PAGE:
Monastic Way

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The Cathedral of Christ the King
The Cathedral of Christ the King was opened in 1936. It is Basilican in form with twin towers and a dome. The style is modernised Renasissance. The museum is situated within the Cathedral building, above the Sacristy, the entrance being at the right side of the building. It contains many artefacts of historical interest and models of church buildings in the Mullingar area from the seveenteenth century to the present. Art exhibits of various kinds, including two large canvases of Saints Loman and Colman, two saints of local origin are on display. Limited opening hours during the months May-October.

Clonfert Cathedral
How wild, impetuous designs were translated so intricately and skilfully into the stone arch of a Christian Cathedral is just as intriguing as the countless fates and legends surrounding the life of the founder, St. Brendan the Navigator. Clonfert is a site full of surprises.

Clonmacnoise
The ancient monastic site of Clonmacnoise is one of Europe’s most highly regarded sites of its kind. It was founded in 545 AD by St.Ciaran. The monastic ruins are the most extensive of their kind in Ireland consisting of a Cathedral, 8 Churches, 2 round towers & 3 high crosses. There are also the remains of a 13th century castle. The site is interpreted through a modern visitors’ centre managed by Duchas.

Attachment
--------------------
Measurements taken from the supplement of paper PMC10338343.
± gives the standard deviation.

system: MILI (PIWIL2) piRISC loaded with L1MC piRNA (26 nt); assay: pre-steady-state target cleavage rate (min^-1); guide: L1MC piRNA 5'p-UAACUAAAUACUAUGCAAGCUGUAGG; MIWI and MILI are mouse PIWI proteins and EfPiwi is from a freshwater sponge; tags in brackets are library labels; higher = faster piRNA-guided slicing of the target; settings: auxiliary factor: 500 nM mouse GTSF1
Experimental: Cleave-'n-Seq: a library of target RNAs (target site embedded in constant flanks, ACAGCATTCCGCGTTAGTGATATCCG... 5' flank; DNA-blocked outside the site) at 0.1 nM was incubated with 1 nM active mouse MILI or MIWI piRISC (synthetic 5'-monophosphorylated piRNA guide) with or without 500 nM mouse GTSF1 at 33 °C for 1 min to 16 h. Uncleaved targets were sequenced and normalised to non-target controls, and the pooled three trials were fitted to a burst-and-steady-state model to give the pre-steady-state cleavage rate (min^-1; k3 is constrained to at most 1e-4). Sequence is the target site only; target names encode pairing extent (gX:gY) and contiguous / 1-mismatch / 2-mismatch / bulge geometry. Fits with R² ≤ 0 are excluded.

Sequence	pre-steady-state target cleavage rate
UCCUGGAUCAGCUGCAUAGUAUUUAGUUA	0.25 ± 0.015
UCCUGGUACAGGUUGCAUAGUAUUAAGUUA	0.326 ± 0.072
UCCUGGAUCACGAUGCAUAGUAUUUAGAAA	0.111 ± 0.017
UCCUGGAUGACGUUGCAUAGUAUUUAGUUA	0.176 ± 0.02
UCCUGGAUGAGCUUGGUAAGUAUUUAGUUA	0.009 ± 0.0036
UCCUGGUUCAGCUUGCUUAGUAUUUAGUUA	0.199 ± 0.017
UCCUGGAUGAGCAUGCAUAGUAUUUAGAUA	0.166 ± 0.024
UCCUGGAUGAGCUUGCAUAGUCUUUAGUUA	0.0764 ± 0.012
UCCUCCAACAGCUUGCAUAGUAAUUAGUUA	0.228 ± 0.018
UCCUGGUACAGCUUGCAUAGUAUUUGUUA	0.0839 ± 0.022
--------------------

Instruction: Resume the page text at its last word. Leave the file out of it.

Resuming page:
Durrow Abbey
St Colmcille (also known as St Columba) founded a monastery at Durrow Abbey in the sixth century, and the monastery's scriptorium later produced the 'Book of Durrow', a Latin gospel, now in Trinity College Library, Dublin. Today, the site's structures include a fine High Cross, a holy well, a Georgian mansion and a derelict nineteenth-century Protestant Church.

Fore Abbey
The Village of Fore is in a Valley between two hills. Here you will see the ancient ruins of a Christian monastery. Fore is the "Town of the Springs" and was named after St. Fechin's spring, which is beside the old Church. It was St. Fechin who founded the ancient Fore Abbey around 630 A.D. By 665 A.D. there were three hundred monks living in the community. An important aspect of Fore is the "Fore Crosses" one of which is the village of Fore. There are eighteen crosses: some crosses are plain whilst others are carved. These are spread out over 10 km of roadways and in fields and bear witness to religious persecution during penal times. Fore Abbey is 4 km east of Caslepollard n County Westmeath.

Gallen Cross
This intriguing design for a ring-headed cross was carved on sandstone and is one of several on display at Gallen Priory near Ferbane.

Leamanaghan
Lemanaghan is the site of a monastery founded by St Manchan (d.665). There are poor remains of a church with some decorated stones at the windows. Inside are two cross-inscribed stones. Close to the church is a rectangular stone with worn decoration. The entire surface is divided into small diamond-shaped panels, which appear to contain spirals. Nearby is a holy well and rag tree. Beside it is a very fine bullaun stone. There is another bullaun stone built into the traffic island at the road junction nearby.

Lorrha